The first session was not great in terms of cooperation, but the participation was acceptable. He gave all the exercises around the obstacle a go. Although he didn’t immediately sit down to listen to the story, he did eventually join the circle when the story caught his interest (even then, he had to plonk himself right in front of the book and block the view of the other well-behaved children).
I expected a better response to the second trial since I figured he would be more familiar with the environment. I didn’t expect it would be even worse. Perhaps because he couldn’t identify with the language. We don’t speak Mandarin at home at all and even though we’ve been working on BrillKids’ Little Chinese, I find that his acceptance of lessons depends largely on his mood for the day. Although he’s always happy to receive his Little Reader, Little Math and Little Musician lessons, he is not always willing to sit through a Mandarin lesson and will tell me “no” from time to time or get up and leave halfway. To be honest, I cannot figure out what’s with the resistance to learn Chinese…
During the Mandarin class at The Curious Academy, Hercules didn’t want to listen at all to the story or the flash cards. When we got to the physical component, he only did what he wanted to do. He was even less cooperative compared to the first lesson. I’m assuming it was the Mandarin that he was objecting to.
What we think…
As much as I would love Hercules to learn Mandarin, this is clearly not the right environment for him. Following Doman‘s instructions – learning should be joyous and your child should demonstrate an eagerness to learn, otherwise you should stop. Since Hercules is clearly disinterested in Mandarin, we should not force it. We still have the flexibility to continue his Mandarin sessions on Little Chinese at home where I can run the program following his interests so I’m not too concerned.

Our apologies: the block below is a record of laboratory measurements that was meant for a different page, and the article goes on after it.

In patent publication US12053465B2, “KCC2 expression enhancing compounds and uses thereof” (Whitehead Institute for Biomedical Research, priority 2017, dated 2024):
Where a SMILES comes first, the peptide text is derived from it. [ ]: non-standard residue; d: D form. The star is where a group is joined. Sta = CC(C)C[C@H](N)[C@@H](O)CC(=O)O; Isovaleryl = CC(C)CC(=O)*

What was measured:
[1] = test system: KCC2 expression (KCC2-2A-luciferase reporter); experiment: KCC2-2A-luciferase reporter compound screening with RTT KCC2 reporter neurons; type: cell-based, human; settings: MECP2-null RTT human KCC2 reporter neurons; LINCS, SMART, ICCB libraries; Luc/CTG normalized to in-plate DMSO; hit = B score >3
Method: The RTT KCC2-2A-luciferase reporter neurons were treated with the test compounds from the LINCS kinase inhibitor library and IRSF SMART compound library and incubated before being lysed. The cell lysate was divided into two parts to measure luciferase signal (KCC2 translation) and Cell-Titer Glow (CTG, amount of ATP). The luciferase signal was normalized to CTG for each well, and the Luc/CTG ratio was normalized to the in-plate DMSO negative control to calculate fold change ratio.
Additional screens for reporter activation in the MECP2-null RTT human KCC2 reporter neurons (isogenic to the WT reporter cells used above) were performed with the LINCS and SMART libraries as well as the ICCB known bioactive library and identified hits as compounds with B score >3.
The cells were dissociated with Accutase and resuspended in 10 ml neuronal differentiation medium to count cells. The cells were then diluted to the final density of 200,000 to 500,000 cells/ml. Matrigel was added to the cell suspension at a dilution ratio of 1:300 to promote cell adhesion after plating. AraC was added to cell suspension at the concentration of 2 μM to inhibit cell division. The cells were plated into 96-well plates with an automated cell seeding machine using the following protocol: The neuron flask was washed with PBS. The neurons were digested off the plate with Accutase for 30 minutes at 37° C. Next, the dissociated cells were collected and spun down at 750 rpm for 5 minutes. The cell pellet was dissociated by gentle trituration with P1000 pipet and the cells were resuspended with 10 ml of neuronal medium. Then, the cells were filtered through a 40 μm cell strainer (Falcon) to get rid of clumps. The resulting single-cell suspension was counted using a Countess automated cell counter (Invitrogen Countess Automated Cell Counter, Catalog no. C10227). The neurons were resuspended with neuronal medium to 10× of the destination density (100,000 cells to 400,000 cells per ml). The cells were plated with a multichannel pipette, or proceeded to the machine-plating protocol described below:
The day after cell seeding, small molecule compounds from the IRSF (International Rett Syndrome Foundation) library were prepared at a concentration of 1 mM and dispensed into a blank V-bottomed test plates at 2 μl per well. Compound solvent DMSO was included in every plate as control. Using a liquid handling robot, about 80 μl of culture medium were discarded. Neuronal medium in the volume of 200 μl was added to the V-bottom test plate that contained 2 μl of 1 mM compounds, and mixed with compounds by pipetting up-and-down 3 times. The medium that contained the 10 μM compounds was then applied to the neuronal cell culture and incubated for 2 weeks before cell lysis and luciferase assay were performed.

In the English class, he knew all the words they flashed (because we’d already done them on BrillKids Little Reader). I was a tad concerned about the amount of repetition they did for the flash cards (since we follow the Heguru/Shichida philosophy at home which calls for less repetition of the same set of flash cards). I suppose that is the limitation of a Doman class as opposed to a regular at home program run by parents – the teachers only have two sessions a week to work with the children so they try to maximise the time with extra repetitions; in the home program, parents can do the program daily as and when the child is ready for it. At home, if your child is not interested to do lessons now, you can always come back to it later when he is ready so there is no pressure to get things done according to a set schedule.
What I really liked about the Curious Academy was the physical component of their class. It was the perfect program for Hercules and I wished they would offer it as a stand-alone. While I can do a reading program and a Chinese program with Hercules at home, I cannot replicate the physical program because I don’t have the equipment. For now, the only way to take the physical class is to sign up for the core program. Once your child is taking the core program, you can also sign up for the other add-on programs – climbing, cooking, art, swimming, etc.
In addition to the programs, they also have a couple of free play areas that are really cool. Outside, there is an obstacle course (currently not open yet), and inside, next to the reception area, is an indoor play area. So if you sign your child up for classes, you will also have free access to these terrific play areas outside of class time. I confess I’m tempted to sign up for lessons for Hercules just so he can play in their free play areas!